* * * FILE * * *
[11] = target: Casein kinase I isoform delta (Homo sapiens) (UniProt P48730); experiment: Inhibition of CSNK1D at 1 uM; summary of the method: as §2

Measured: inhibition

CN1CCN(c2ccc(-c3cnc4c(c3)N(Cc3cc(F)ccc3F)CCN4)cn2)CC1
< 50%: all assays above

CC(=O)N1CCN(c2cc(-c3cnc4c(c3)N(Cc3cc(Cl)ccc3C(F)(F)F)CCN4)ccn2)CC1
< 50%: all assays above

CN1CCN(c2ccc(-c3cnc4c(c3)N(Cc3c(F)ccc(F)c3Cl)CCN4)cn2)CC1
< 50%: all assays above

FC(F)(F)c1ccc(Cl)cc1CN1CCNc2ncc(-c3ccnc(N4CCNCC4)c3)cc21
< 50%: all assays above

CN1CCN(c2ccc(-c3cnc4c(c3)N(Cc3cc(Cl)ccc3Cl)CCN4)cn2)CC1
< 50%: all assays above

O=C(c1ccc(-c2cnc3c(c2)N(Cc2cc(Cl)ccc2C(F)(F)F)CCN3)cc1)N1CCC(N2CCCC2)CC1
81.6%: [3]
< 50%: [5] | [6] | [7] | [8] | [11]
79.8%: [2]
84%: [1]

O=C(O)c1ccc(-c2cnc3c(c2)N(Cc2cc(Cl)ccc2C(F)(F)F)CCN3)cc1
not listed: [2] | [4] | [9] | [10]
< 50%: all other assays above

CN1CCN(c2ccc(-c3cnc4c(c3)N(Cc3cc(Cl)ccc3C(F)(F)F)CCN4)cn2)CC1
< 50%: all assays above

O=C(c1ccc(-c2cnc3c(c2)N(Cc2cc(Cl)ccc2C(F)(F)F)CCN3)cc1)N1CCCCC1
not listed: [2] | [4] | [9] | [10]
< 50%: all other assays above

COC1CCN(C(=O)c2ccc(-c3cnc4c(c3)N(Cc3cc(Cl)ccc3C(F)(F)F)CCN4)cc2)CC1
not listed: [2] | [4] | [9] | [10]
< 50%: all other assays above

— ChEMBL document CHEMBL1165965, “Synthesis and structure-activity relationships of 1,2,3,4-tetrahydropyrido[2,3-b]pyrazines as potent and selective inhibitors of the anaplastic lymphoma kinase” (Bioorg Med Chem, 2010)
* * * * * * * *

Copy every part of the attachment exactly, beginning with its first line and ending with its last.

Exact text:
[11] = target: Casein kinase I isoform delta (Homo sapiens) (UniProt P48730); experiment: Inhibition of CSNK1D at 1 uM; summary of the method: as §2

Measured: inhibition

CN1CCN(c2ccc(-c3cnc4c(c3)N(Cc3cc(F)ccc3F)CCN4)cn2)CC1
< 50%: all assays above

CC(=O)N1CCN(c2cc(-c3cnc4c(c3)N(Cc3cc(Cl)ccc3C(F)(F)F)CCN4)ccn2)CC1
< 50%: all assays above

CN1CCN(c2ccc(-c3cnc4c(c3)N(Cc3c(F)ccc(F)c3Cl)CCN4)cn2)CC1
< 50%: all assays above

FC(F)(F)c1ccc(Cl)cc1CN1CCNc2ncc(-c3ccnc(N4CCNCC4)c3)cc21
< 50%: all assays above

CN1CCN(c2ccc(-c3cnc4c(c3)N(Cc3cc(Cl)ccc3Cl)CCN4)cn2)CC1
< 50%: all assays above

O=C(c1ccc(-c2cnc3c(c2)N(Cc2cc(Cl)ccc2C(F)(F)F)CCN3)cc1)N1CCC(N2CCCC2)CC1
81.6%: [3]
< 50%: [5] | [6] | [7] | [8] | [11]
79.8%: [2]
84%: [1]

O=C(O)c1ccc(-c2cnc3c(c2)N(Cc2cc(Cl)ccc2C(F)(F)F)CCN3)cc1
not listed: [2] | [4] | [9] | [10]
< 50%: all other assays above

CN1CCN(c2ccc(-c3cnc4c(c3)N(Cc3cc(Cl)ccc3C(F)(F)F)CCN4)cn2)CC1
< 50%: all assays above

O=C(c1ccc(-c2cnc3c(c2)N(Cc2cc(Cl)ccc2C(F)(F)F)CCN3)cc1)N1CCCCC1
not listed: [2] | [4] | [9] | [10]
< 50%: all other assays above

COC1CCN(C(=O)c2ccc(-c3cnc4c(c3)N(Cc3cc(Cl)ccc3C(F)(F)F)CCN4)cc2)CC1
not listed: [2] | [4] | [9] | [10]
< 50%: all other assays above

— ChEMBL document CHEMBL1165965, “Synthesis and structure-activity relationships of 1,2,3,4-tetrahydropyrido[2,3-b]pyrazines as potent and selective inhibitors of the anaplastic lymphoma kinase” (Bioorg Med Chem, 2010)